Configuring IP SLA to Ensure High Internet Connection Availability
This knowledge base explains how to ensure the high availability of the Internet connection using two links, one is a primary link and the second is a backup. By implementing IP SLA technique using TCP protocol requests, we can ensure that if the primary link goes down, the router automatically switches to the secondary link with a minimum of down time. Upon its recovery, the router places again the primary link route immediately in the routing table.
We take the example of two internet connections, the primary link is an ADSL connection, and the second is a 4G connection.
Under the global configuration mode of the router, we create an IP SLA 1 with track using HTTP requests to google.com as shown below:
ip sla 1 tcp-connect www.google.com 80 timeout 6000 frequency 7 ! ip sla schedule 1 life forever start-time now track 1 ip sla 1 reachability
HTTP requests must be generated from the output interface connected to the ADSL link (Dialer 0) which is the primary link. The tcp-connect command does not have the option of setting the source interface for http traffic generated by the router, except that the source IP address is available which is dynamic (provided by the ISP dynamically). To remedy this problem, we will identify http traffic with an ACL and associate it with a route-map that will define the Dialer 0 as an output interface, as the configuration bellow:
! ip access-list extended ACL-SLA permit tcp any any eq www !
Configure the route-map that match the ACL and set the output interface as Dialer 0:
route-map PBR-SLA permit 10 match ip address ACL-SLA set interface Dialer0
Apply the route-map localy on the router under the global configuration:
! ip local policy route-map PBR-SLA !
Configure two default routes, the first one uses Dialer0 as an output interface and is associated to track 1 object and the second uses Fastethernet 0/1 as an output interface with an administrative distance set to 3 as it is a second default route:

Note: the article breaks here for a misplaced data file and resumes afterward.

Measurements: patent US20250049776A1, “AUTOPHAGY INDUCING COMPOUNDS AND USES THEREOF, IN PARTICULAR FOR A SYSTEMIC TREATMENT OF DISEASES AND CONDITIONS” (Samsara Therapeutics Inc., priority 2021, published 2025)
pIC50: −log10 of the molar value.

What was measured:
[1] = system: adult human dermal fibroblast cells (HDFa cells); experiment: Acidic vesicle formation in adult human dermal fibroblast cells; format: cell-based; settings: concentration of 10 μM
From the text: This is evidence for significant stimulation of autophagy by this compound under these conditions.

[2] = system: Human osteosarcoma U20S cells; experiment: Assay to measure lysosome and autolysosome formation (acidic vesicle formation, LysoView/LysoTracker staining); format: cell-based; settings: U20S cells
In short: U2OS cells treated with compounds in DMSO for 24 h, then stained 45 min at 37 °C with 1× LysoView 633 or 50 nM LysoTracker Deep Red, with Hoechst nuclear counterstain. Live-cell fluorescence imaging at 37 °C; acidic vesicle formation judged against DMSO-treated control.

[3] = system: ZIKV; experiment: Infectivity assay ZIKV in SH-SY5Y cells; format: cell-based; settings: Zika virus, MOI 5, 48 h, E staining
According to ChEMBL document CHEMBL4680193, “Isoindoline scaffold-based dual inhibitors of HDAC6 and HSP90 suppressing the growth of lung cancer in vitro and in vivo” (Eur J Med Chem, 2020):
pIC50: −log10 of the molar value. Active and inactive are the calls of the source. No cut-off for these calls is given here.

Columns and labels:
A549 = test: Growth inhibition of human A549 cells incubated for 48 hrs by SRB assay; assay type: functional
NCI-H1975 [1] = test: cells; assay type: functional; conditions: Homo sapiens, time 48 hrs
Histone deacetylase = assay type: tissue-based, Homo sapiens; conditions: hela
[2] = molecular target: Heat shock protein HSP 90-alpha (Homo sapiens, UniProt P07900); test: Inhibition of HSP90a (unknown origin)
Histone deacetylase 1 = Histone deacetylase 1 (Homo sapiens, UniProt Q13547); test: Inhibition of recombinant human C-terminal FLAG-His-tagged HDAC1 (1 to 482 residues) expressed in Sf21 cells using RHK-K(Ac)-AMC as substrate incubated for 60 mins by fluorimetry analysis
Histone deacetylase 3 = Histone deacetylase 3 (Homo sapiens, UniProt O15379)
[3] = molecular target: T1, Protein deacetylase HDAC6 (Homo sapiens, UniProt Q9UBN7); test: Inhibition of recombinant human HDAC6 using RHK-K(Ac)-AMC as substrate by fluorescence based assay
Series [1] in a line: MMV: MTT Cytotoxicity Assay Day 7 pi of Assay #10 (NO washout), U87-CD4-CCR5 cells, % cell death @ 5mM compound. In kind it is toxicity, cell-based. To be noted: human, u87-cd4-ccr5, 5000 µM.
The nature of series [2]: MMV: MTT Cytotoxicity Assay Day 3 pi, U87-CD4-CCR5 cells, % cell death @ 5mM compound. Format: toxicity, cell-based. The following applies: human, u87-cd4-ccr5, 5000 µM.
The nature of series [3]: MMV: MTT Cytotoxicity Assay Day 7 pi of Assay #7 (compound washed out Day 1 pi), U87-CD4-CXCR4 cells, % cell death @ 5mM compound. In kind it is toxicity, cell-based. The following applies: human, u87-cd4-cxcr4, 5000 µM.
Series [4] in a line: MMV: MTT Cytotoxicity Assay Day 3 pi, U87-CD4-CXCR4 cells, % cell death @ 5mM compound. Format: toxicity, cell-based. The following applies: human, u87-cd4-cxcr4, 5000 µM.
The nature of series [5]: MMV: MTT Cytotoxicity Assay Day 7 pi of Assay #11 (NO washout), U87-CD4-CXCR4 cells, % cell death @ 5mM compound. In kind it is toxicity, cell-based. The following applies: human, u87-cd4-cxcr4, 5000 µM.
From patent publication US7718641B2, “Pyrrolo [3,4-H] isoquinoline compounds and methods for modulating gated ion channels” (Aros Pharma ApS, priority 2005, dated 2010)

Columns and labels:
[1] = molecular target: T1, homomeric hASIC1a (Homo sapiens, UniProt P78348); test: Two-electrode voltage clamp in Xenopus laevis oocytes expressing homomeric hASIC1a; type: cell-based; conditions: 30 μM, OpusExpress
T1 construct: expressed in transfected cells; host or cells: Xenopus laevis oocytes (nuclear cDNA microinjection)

! ip route 0.0.0.0 0.0.0.0 Dialer0 track 1 ip route 0.0.0.0 0.0.0.0 FastEthernet0/1 192.168.1.1 3 !
Finally, we have to configure two NAT entries using two route maps that define the source IP addresses to be translated:
access-list 10 permit any ! route-map ADSL permit 10 match ip address 10 match interface Dialer0 ! route-map 4G permit 10 match ip address 10 match interface FastEthernet0/1 ! ip nat translation timeout 5 ip nat inside source route-map 4G interface FastEthernet0/1 overload ip nat inside source route-map ADSL interface Dialer0 overload
It is highly recommended to reduce the timeout of the NAT translation table entries to a value that is lower than the timeout of IP SLA in order to prevent translating local addresses to public addresses of the link that is not being used. For example, if the primary link fails, which is the ADSL connection in our case, the public IP address of the interface Dialer 0 is still being used because the timeout is set to its default value which is higher than the timeout of the configured IP SLA.